The first time the county men knock we move east: away from the bedrooms, towards the shabby, sun-fronting den. The dogs follow. The men follow too, on the other side of the walls, their hands moving away the ivy and cupping against the foggy windows. They put an eye and sometimes an ear inside their circled fingers, as if the house were a seashell and we were the churning, restless ocean. The dogs thump and snort, their claws scraping at the murky floorboards. In the east end of the house the ceiling is rotted and blotched. Chunks of it fall down. At night, on our backs, we see the moonlight probing the dry spines of the house, sliding its fingers along the joints.
Every December the oldest one goes out through the northern door and returns with a Christmas tree. Every April we drag her dead tree through the southern door and leave it on the porch. They make a ghoulish row of pine corpses there, a mortuary of holidays. The county men come again. The dogs bark and snarl. The men rap on the door, stand back at a courteous distance, leave notices. They tape these notices on the front door, next to the dollar bills we have pasted there for good luck.
In the spring of the ninth year the weight of the trees on the porch makes the steps begin to sag and she goes out with a mallet and knocks them down. Now there are five perfect steps that drop off into space, into the yawning gap of the basement. Like a mouth with missing teeth. The county men come and peer down over the rim of the pit, trace its periphery with caution tape, paste more notices on the stairs. The notices flutter bannerlike in the wind. The house is an inverted fortress, with its white flags rustling over the cool dark jaw of the crater.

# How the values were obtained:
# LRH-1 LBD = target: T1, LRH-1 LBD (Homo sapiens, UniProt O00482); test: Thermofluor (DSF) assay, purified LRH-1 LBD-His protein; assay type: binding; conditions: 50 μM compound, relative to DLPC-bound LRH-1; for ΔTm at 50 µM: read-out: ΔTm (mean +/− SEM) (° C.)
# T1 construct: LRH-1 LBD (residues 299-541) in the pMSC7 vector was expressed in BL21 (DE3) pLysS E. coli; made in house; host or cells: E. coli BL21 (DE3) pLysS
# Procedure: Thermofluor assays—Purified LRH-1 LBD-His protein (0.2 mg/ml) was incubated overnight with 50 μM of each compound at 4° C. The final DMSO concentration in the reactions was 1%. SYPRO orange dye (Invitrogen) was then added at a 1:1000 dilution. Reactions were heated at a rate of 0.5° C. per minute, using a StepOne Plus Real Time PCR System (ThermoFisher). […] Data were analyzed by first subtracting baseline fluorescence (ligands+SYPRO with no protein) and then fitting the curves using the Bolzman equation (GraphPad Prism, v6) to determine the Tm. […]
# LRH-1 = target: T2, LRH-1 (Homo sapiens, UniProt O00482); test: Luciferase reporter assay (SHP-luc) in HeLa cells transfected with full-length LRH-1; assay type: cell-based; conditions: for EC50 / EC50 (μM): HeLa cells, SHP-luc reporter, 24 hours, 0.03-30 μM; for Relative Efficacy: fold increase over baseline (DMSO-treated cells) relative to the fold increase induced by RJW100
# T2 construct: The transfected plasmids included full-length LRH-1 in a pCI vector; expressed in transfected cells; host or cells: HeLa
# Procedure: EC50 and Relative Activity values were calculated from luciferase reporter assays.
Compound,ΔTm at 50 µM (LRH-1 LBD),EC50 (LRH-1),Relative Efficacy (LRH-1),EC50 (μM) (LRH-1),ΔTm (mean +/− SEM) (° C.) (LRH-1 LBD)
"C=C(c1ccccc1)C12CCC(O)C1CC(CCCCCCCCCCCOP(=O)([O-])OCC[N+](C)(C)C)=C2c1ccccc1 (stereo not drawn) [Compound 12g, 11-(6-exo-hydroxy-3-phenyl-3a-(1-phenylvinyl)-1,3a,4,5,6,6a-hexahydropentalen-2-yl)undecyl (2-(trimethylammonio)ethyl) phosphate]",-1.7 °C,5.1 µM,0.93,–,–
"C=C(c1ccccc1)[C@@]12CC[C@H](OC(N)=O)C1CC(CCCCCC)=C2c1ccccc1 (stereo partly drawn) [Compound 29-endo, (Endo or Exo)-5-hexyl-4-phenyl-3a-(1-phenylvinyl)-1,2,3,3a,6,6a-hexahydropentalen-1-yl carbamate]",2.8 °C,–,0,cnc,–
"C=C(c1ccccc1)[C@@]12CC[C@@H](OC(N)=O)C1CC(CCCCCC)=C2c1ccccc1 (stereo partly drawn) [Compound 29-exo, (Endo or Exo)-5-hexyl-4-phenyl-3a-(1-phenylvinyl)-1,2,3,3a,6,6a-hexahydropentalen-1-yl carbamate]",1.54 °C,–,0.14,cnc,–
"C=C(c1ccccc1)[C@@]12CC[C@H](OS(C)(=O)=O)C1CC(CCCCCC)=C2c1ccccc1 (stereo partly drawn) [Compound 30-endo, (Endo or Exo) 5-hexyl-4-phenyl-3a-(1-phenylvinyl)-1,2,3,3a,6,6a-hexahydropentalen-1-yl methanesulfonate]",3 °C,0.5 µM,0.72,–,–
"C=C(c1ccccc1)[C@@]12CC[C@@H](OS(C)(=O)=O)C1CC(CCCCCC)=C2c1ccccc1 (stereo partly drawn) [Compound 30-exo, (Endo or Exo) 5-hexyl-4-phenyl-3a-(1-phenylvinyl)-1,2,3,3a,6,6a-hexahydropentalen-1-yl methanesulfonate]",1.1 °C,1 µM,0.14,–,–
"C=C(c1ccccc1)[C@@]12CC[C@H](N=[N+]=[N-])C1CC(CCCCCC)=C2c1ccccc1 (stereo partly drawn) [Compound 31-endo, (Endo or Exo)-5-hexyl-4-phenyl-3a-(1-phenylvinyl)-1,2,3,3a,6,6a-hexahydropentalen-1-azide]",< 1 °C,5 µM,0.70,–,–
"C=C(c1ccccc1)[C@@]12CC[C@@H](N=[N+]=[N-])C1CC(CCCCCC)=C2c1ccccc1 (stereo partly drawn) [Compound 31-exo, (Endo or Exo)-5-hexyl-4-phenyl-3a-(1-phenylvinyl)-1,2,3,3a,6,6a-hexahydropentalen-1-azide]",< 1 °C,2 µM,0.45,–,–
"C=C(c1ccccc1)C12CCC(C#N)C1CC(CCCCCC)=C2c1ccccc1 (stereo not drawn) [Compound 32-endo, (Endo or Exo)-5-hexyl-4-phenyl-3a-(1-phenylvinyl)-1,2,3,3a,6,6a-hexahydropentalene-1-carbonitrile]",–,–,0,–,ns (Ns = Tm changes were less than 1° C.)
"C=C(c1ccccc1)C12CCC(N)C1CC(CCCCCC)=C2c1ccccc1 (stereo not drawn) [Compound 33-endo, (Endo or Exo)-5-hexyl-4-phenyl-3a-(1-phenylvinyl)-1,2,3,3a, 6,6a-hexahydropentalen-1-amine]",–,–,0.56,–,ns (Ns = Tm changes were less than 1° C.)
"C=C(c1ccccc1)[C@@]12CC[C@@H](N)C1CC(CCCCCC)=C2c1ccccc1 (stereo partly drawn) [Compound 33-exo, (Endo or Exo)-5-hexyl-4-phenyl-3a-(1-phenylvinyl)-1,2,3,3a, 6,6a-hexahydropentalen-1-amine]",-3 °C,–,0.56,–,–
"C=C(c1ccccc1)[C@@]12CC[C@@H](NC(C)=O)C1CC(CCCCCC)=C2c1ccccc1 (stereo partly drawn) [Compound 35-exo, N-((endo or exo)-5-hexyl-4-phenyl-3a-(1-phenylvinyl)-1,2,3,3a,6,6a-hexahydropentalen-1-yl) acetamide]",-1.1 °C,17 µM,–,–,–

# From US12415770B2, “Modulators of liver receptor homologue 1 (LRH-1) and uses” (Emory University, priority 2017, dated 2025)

In winter we stoke the fire too high. The flames scorch the stones of the fireplace black, send sooty clouds up to the rafters. The rafters waver and split. Chunks of the ceiling fall down. We throw the chunks in the fireplace. Soon there are huge patches of sky where the ceiling used to be. The sun burns its way into the house, casts its tangled nests of light and heat onto the crumbling floorboards.
We are blazing the house open to the county men. Soon the walls and ceiling are gone, consumed by the fireplace. We are left adrift on an open plateau. Some of us begin to leave, quietly, at night, slinking off the collapsing boards and out onto the land. But she stays. It’s not theirs, she says. Make them fight. She warms herself by throwing the rest of the house into the fire: the splitting doors and the tattered curtains, the broken knobs and faucets that spit and hiss in the flames. The county men wait a polite interval before they surround the fallen house. They circle us with their gun barrels pointing, their boots shaking dirt over the lip of the crater.
We are building a plank. We lay the long board over the yawning gap of the crater. A plank for us to crawl along, a plank that will surrender us to the county men. But then she breaks away, unnoticed, and crawls into the fireplace that bears the last ashes of our dead house, the fireplace that spikes up like a rampart into nothing. She strikes a match. We turn away from the guns, away from the waiting faces of the county men, away from the whimpering hounds. Just in time to see her hunch in the tinder, her skirt alight, her hair smoking, her flaming skin merging with the bones of the house. Laughing.
Barbara Barrow is a fiction writer and literary critic who adores all things feminist, fabulist, and surreal. Her debut novel, The Quelling, will be published by Lanternfish Press in Sep. 2018. Her short fiction has appeared or is forthcoming in Cimarron Review, The Forge Literary Magazine, Cease, Cows, and elsewhere. Follow her online at barbarabarrow.com or on Twitter (https://twitter.com/dustyoldbagz).